Written by Kim Furlow, communications manager for the Institute for Public Health
Since 2020, Flora Cohen, LMSW, a PhD candidate at WashU’s Brown School has worked with the Transcultural Psychosocial Organization (TPO) in Uganda to put into effect, evaluate, and communicate the results from a program called “The Journey of Life”. The intervention is designed to improve parent mental health and the protection of children in their community.
There are currently 1.6 million refugees living in Uganda, more than half of them under the age of 18. During COVID-19, Uganda experienced longer school closures than anywhere in the world: two years during which children didn’t attend school. At the same time, teenage pregnancies and early marriages skyrocketed. There was a huge need for children’s support services. Caregivers, who already had strained resources, also needed additional supports. The intervention brought together small groups of community child caregivers to discuss managing problems and how, as a community, they could support children’s wellbeing.
WashU Associate Dean for GlobaI Programs, Professor Lindsay Stark, DrPH, MPH, and Chief Executive Officer of the Regional Psychosocial Support Initiative, Patrick Onyango Mangen, MSc, led the study.
The first of its kind, the study aimed to find out whether or not participants’ mental health improved following the Journey of Life intervention. A second goal was to assess changes in functioning, social support, intimate partner violence, parenting behaviors, and attitudes towards child protection. Using an implementation science framework called CFIR (Consolidated Framework for Implementation Research), the team assessed the feasibility of the intervention and any barriers to its delivery. Interviews were conducted with caregivers and community members (including children) to gauge intervention components.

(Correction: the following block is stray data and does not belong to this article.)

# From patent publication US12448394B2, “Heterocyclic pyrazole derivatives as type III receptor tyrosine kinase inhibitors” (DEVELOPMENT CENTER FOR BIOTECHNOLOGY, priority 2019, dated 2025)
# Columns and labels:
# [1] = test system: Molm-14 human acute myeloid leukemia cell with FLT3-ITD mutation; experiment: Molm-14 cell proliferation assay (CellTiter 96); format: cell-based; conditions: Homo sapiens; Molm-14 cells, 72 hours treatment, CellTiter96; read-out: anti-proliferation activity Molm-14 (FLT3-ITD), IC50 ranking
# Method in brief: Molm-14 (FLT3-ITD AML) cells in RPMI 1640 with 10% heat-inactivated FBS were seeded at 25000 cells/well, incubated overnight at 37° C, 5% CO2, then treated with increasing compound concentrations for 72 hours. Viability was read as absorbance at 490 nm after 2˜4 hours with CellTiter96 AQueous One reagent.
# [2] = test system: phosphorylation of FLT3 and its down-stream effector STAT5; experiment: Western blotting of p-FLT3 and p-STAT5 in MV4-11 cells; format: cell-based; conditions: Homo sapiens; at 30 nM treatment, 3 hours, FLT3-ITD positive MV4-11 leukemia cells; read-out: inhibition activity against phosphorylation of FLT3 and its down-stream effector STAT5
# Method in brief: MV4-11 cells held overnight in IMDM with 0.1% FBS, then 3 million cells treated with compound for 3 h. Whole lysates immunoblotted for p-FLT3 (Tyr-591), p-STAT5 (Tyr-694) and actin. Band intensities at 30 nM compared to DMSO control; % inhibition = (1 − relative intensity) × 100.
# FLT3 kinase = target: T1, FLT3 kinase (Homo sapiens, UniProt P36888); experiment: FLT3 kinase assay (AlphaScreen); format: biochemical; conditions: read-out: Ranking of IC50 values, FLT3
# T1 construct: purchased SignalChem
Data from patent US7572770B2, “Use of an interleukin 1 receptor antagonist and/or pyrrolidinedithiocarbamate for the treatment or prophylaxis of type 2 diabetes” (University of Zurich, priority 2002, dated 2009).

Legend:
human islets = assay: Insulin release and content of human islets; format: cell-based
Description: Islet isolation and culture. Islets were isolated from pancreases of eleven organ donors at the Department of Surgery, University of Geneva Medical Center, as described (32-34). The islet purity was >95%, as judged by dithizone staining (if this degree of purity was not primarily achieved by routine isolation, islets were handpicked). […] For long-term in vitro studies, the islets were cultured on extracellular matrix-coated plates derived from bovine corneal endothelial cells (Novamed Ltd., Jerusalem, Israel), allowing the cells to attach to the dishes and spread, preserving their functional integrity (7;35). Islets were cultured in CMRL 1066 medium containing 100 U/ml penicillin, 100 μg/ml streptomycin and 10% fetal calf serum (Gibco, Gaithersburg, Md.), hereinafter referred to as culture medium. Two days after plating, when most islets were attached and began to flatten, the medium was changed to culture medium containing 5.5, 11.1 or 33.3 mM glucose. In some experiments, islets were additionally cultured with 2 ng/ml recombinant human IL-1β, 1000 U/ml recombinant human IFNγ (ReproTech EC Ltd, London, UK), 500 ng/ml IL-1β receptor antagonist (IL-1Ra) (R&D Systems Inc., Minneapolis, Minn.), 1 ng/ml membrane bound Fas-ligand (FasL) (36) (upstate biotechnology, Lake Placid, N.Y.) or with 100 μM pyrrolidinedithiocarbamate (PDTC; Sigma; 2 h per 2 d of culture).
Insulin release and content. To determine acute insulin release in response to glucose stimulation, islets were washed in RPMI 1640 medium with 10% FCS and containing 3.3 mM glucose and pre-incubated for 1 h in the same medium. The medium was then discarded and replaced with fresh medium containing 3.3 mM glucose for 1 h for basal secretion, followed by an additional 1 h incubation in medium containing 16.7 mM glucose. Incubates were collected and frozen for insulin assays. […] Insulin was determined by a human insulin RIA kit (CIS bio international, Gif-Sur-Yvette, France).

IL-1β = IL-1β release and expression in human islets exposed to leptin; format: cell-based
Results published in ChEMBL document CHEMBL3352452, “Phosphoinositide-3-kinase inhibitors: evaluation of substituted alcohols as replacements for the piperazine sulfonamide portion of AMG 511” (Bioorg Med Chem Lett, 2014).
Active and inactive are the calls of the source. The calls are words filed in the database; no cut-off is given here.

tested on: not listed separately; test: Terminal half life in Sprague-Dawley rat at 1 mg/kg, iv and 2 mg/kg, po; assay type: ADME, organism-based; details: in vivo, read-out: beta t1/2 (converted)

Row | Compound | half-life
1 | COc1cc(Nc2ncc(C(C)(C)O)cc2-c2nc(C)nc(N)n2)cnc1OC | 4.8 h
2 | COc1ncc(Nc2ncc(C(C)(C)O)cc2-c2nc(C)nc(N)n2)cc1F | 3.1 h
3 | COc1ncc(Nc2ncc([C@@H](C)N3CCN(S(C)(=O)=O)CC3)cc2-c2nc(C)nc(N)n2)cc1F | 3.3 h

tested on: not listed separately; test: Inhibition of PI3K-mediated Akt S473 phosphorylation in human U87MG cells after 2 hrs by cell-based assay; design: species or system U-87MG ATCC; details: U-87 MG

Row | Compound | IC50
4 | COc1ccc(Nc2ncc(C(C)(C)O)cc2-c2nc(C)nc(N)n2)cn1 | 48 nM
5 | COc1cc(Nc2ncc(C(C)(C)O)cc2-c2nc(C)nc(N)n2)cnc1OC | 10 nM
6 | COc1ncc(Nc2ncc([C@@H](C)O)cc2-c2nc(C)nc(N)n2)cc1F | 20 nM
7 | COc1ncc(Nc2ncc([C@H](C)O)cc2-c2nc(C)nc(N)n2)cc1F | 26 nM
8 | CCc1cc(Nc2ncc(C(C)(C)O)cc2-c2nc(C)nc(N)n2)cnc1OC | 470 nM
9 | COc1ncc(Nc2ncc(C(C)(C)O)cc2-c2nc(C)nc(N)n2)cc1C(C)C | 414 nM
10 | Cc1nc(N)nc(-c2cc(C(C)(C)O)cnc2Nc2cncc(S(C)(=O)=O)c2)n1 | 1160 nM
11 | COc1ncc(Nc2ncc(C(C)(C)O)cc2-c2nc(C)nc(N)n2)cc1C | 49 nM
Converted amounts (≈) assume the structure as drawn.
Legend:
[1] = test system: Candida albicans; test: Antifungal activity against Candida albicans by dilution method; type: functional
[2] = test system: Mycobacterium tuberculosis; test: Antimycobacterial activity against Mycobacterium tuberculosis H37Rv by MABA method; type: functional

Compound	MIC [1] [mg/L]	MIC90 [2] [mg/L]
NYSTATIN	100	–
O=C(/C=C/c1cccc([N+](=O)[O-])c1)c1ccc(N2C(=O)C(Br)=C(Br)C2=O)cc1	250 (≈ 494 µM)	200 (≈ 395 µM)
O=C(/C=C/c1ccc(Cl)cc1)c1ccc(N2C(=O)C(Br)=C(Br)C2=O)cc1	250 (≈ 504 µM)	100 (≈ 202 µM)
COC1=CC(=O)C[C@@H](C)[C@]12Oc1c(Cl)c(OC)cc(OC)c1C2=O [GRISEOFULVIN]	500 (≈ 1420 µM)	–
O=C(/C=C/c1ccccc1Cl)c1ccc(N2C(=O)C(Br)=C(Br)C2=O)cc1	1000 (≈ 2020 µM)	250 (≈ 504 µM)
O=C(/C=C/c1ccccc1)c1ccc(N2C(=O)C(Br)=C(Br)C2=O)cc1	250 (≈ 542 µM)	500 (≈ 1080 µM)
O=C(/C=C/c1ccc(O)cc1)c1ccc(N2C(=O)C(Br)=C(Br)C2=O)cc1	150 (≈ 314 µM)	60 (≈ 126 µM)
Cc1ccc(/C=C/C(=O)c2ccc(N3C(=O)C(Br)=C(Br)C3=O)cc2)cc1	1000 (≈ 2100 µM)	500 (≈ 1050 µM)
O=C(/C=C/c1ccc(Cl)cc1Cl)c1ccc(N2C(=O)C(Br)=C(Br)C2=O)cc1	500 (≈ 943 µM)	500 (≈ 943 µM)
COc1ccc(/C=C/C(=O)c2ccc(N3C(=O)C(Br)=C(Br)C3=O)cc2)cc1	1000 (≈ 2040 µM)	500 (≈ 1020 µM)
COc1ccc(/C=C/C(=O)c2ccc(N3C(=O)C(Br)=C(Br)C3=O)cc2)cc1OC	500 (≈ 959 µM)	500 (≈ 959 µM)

What they found was that the program was quite feasible and participants were satisfied with the results. However, to participating community members, it was also important to acknowledge the challenges of attending group programs when they barely have food to eat, or certain travel resources. By forming community partnerships with those who could offer resources (like seeds for farming), these types of barriers were addressed.
Workshops, printed materials, manuscript publications, and conference presentations have provided study findings to local refugee communities in Uganda, partners who implement similar programs in the region, and global organizations who are interested in psychosocial interventions like “The Journey of Life”, to help improve mental health.
Cohen says her engaging in workshops, trainings, mentor relationships and courses facilitated by the Center for Dissemination and Implementation at the Institute for Public Health has been of “immeasurable help” to her work. She recommends others take advantage of what the center has to offer.
“I believe other students can greatly benefit from engagement with the Center for Dissemination & Implementation,” said Cohen. “Even if they start with signing up for the newsletter in order to stay engaged with recent events and upcoming discussions.”
The Center for Dissemination and Implementation advances the growing body of D&I research methods by building training opportunities and catalyzing newly applied D&I research across